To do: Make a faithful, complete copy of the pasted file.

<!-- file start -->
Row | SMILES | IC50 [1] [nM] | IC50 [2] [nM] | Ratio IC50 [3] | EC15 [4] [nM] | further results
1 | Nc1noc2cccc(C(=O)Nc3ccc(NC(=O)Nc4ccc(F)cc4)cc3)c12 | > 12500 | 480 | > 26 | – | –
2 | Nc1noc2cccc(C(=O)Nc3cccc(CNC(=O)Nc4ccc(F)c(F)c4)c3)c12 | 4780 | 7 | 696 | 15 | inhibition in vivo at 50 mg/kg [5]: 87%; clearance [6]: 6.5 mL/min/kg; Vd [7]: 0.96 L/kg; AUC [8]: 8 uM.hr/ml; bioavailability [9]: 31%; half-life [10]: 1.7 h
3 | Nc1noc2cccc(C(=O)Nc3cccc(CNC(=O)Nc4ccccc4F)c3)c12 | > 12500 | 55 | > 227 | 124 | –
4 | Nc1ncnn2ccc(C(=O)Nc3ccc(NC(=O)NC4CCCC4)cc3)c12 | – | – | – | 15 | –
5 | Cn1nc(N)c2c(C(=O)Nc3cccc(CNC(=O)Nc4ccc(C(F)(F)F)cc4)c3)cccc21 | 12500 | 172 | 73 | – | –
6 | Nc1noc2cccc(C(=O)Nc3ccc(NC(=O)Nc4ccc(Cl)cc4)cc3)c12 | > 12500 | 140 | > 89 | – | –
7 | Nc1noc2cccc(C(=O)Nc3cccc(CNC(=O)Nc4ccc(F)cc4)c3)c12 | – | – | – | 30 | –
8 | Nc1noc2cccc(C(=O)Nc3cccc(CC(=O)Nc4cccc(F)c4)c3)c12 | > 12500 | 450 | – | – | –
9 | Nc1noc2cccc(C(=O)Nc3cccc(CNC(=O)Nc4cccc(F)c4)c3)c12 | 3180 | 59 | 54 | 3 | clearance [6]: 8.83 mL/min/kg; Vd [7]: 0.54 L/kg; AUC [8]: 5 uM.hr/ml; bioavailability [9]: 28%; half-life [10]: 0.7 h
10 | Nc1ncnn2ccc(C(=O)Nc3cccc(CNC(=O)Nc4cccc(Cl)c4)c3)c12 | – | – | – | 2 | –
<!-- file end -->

Row | SMILES | IC50 [1] [nM] | IC50 [2] [nM] | Ratio IC50 [3] | EC15 [4] [nM] | further results
1 | Nc1noc2cccc(C(=O)Nc3ccc(NC(=O)Nc4ccc(F)cc4)cc3)c12 | > 12500 | 480 | > 26 | – | –
2 | Nc1noc2cccc(C(=O)Nc3cccc(CNC(=O)Nc4ccc(F)c(F)c4)c3)c12 | 4780 | 7 | 696 | 15 | inhibition in vivo at 50 mg/kg [5]: 87%; clearance [6]: 6.5 mL/min/kg; Vd [7]: 0.96 L/kg; AUC [8]: 8 uM.hr/ml; bioavailability [9]: 31%; half-life [10]: 1.7 h
3 | Nc1noc2cccc(C(=O)Nc3cccc(CNC(=O)Nc4ccccc4F)c3)c12 | > 12500 | 55 | > 227 | 124 | –
4 | Nc1ncnn2ccc(C(=O)Nc3ccc(NC(=O)NC4CCCC4)cc3)c12 | – | – | – | 15 | –
5 | Cn1nc(N)c2c(C(=O)Nc3cccc(CNC(=O)Nc4ccc(C(F)(F)F)cc4)c3)cccc21 | 12500 | 172 | 73 | – | –
6 | Nc1noc2cccc(C(=O)Nc3ccc(NC(=O)Nc4ccc(Cl)cc4)cc3)c12 | > 12500 | 140 | > 89 | – | –
7 | Nc1noc2cccc(C(=O)Nc3cccc(CNC(=O)Nc4ccc(F)cc4)c3)c12 | – | – | – | 30 | –
8 | Nc1noc2cccc(C(=O)Nc3cccc(CC(=O)Nc4cccc(F)c4)c3)c12 | > 12500 | 450 | – | – | –
9 | Nc1noc2cccc(C(=O)Nc3cccc(CNC(=O)Nc4cccc(F)c4)c3)c12 | 3180 | 59 | 54 | 3 | clearance [6]: 8.83 mL/min/kg; Vd [7]: 0.54 L/kg; AUC [8]: 5 uM.hr/ml; bioavailability [9]: 28%; half-life [10]: 0.7 h
10 | Nc1ncnn2ccc(C(=O)Nc3cccc(CNC(=O)Nc4cccc(Cl)c4)c3)c12 | – | – | – | 2 | –